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Amy’s story

Founded in 2020, our Riverside Sanctuary mental health service has grown rapidly to support those in our communities whose lives are impacted by mental health struggles.

Amy is just one of many people who we are thankful for being able to support…

Amy came to her first meeting with our mental health service team with her mum. She had enjoyed school, and college, but now aged 18, she was struggling with anxiety and feeling isolated. She is autistic and lives with an obsessive-compulsive disorder. After arriving at our appointment, initially Amy wanted her mum to speak for her, but gradually began to talk for herself, explaining how she was feeling.

Amy is passionate about animals and her family and would like to eventually work in the animal care sector but was feeling anxious about doing things independently. It was agreed that we would meet Amy at her house for our second meeting so she was in a setting where she felt most relaxed. Amy said that she felt much more positive at our second meeting and happy that she had been heard, understood and not passed to another professional.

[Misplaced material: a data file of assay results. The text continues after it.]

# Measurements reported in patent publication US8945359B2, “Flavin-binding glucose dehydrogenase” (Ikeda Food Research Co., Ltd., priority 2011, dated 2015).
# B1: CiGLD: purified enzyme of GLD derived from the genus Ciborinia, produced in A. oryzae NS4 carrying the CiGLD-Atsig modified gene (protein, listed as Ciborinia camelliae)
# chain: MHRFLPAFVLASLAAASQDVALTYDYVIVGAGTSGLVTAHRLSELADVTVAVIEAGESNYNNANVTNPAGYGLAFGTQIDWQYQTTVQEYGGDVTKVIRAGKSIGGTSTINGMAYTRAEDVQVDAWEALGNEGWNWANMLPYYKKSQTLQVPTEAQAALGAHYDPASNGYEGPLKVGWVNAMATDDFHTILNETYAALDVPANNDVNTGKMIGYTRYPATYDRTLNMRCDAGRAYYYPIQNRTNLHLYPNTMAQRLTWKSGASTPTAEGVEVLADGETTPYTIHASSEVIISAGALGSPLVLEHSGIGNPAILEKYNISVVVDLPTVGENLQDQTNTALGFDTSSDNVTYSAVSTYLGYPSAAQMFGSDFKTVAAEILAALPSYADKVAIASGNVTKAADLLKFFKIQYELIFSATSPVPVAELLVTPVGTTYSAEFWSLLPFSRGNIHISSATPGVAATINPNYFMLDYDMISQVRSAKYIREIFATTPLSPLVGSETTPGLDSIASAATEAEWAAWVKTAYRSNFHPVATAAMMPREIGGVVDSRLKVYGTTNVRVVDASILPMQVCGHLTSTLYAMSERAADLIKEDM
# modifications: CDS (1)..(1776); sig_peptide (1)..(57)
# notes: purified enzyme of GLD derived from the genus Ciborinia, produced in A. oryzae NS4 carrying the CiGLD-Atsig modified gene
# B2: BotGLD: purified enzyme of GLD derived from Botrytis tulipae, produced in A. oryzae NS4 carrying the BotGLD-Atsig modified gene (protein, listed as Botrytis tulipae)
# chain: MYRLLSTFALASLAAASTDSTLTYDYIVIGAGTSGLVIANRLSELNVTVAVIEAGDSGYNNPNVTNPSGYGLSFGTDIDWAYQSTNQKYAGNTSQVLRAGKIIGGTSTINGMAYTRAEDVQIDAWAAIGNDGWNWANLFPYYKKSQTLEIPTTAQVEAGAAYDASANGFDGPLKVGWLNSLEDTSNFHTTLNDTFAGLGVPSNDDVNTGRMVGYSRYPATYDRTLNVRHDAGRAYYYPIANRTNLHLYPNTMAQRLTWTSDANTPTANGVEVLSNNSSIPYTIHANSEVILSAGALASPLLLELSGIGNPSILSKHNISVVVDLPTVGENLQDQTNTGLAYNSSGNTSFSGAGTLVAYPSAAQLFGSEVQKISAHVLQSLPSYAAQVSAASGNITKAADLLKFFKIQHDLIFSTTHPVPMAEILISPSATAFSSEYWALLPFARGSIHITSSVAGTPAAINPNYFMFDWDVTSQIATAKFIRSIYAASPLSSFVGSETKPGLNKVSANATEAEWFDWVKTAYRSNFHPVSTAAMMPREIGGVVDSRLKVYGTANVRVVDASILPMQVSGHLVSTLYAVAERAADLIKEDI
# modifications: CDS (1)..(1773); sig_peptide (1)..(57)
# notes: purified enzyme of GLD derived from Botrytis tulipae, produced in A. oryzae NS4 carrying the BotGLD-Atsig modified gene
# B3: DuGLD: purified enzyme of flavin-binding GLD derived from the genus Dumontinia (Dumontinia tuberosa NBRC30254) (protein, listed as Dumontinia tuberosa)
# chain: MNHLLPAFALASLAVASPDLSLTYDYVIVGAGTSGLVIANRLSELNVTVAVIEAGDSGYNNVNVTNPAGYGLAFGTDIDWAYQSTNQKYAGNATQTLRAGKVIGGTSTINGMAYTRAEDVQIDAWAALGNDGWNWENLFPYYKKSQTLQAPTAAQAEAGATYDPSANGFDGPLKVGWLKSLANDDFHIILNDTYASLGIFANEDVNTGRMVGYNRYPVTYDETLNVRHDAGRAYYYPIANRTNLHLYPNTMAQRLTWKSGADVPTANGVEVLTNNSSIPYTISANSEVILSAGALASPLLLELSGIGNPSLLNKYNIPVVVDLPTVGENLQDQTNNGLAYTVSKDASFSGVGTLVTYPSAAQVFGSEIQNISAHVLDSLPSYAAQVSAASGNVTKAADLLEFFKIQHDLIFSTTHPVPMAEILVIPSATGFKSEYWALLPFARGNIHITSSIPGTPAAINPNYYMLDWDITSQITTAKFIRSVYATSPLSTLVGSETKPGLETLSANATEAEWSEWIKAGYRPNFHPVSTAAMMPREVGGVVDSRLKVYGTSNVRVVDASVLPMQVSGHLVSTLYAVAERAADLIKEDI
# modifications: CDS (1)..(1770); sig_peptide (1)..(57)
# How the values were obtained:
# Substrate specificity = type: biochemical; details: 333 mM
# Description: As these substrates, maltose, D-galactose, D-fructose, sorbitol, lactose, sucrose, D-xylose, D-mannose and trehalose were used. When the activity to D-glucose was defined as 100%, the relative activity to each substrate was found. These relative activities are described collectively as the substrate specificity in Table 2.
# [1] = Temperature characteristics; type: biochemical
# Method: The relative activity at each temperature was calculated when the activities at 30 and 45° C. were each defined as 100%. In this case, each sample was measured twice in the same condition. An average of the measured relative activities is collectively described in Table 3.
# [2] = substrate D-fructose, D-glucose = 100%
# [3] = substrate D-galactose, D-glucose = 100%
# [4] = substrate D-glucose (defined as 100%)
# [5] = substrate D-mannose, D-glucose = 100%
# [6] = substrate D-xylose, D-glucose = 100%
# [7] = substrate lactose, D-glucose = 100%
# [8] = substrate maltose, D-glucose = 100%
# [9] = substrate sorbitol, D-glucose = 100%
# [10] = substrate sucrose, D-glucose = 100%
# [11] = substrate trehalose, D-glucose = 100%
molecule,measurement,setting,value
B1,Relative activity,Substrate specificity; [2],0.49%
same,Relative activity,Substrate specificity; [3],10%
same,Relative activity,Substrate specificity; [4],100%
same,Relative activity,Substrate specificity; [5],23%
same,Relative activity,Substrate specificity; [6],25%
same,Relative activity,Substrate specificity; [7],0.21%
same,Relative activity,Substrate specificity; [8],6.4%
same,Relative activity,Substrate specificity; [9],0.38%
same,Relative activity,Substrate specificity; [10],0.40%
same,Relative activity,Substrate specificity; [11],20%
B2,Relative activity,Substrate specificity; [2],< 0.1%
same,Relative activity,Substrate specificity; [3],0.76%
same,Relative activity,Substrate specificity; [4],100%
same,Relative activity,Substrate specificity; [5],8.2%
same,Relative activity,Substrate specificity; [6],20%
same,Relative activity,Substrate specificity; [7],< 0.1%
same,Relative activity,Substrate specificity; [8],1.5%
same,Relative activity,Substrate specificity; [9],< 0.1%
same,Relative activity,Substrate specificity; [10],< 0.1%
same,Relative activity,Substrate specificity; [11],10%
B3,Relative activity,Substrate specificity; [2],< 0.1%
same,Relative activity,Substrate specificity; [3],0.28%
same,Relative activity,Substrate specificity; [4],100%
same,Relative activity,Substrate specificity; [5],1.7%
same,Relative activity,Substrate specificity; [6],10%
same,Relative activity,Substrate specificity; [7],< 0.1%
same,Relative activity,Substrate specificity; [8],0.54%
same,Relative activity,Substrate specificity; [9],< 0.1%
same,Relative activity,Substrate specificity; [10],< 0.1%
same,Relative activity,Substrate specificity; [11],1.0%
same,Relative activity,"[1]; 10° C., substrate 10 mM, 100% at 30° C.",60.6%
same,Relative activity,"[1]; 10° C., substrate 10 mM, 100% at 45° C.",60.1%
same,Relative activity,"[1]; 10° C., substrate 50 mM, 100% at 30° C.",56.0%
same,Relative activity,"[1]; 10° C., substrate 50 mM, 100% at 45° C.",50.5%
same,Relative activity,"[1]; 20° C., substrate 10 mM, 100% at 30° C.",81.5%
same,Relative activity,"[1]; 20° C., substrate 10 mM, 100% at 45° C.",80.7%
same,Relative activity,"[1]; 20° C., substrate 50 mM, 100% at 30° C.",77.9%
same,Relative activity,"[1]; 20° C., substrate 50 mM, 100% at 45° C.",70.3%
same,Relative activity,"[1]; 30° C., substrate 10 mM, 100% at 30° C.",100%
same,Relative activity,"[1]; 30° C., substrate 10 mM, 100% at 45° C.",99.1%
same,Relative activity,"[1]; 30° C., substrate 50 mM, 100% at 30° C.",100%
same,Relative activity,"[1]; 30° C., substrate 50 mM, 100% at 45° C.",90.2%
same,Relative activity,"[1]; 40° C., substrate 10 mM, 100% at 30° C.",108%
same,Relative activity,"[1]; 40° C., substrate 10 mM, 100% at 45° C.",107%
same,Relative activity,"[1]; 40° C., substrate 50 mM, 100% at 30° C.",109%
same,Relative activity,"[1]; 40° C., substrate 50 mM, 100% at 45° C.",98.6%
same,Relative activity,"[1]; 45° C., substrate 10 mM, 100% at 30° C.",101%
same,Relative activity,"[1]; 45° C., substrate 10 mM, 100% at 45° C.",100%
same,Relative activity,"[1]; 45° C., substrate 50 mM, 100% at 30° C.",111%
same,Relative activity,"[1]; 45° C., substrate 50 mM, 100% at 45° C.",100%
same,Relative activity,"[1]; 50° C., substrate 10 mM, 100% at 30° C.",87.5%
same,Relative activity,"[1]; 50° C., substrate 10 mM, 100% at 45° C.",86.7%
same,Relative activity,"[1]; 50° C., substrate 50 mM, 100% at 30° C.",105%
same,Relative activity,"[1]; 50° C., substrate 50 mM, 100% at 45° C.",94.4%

Together we discussed the situations that make Amy feel anxious and made a list of some of the feelings that she experiences in those situations. By making a visual list, Amy began to see how some of those feelings triggered others and became a chain reaction. Together, we were able to come up with methods Amy felt she could use to stay calm and distract from her anxiety. So helpful was it, that Amy was happy to take charge of the list and said she would add other strategies to it before we met next.

Our third meet-up was at a local animal centre where Amy was able to hold a guinea pig while we talked through the ideas she had added to the board. Amy was animated but showed no signs of agitation as she talked about how she had used some of the techniques we had come up with the previous week. She was particularly pleased with the strategies that she said were invisible and had meant she could stick in a situation that previously she would have felt compelled to leave. We talked about some volunteering opportunities that were available at the animal centre, and Amy was excited to find out more, saying that she hoped she would be able to take up one of the places. We will continue to meet up with Amy, but even after three sessions, Amy and her family say that they can see a positive difference.

If you know others in similar circumstances please consider our mental health service and get in touch for a no obligation chat.

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